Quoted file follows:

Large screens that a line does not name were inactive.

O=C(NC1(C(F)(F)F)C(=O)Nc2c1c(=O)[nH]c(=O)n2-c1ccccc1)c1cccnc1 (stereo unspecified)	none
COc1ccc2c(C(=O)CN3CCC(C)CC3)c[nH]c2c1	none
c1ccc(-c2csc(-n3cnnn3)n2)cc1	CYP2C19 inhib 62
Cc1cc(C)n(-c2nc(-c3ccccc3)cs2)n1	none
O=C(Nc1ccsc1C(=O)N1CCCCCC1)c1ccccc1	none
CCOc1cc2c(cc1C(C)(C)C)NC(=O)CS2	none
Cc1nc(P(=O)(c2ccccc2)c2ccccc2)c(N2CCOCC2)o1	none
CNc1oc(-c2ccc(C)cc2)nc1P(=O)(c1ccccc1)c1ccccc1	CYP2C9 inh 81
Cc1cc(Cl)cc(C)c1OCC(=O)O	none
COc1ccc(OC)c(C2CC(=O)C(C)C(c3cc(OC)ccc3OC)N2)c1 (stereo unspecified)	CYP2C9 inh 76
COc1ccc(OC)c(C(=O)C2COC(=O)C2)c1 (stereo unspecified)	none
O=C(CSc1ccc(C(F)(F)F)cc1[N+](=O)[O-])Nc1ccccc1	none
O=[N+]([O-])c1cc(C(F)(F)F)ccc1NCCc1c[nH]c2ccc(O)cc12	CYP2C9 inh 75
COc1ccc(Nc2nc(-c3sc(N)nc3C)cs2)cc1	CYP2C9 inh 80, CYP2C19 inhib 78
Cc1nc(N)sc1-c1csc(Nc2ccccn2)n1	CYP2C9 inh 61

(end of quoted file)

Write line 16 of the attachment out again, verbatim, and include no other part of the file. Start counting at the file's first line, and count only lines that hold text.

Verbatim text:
Cc1nc(N)sc1-c1csc(Nc2ccccn2)n1	CYP2C9 inh 61